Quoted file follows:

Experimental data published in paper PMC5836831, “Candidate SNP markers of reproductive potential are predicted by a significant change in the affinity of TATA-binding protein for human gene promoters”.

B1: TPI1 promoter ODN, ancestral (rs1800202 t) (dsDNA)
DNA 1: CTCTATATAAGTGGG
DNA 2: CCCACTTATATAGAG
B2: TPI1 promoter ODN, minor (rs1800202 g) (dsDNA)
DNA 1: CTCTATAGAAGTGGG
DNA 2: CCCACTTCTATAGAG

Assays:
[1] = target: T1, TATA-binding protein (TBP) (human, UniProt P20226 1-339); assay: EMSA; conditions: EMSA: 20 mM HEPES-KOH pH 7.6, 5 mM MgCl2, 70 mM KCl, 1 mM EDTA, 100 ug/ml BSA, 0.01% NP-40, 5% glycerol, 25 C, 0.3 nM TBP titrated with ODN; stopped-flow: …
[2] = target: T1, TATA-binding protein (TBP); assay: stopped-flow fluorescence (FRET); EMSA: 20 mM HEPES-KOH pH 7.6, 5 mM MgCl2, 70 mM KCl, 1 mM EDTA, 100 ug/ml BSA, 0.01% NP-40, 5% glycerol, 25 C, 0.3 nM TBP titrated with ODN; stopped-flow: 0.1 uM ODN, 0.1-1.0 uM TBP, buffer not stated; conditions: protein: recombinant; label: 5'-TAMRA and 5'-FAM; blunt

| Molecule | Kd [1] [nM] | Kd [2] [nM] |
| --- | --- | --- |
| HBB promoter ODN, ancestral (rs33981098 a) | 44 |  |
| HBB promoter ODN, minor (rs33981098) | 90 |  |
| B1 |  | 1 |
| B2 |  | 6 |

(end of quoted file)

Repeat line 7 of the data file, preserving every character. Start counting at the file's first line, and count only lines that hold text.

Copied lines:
DNA 2: CCCACTTCTATAGAG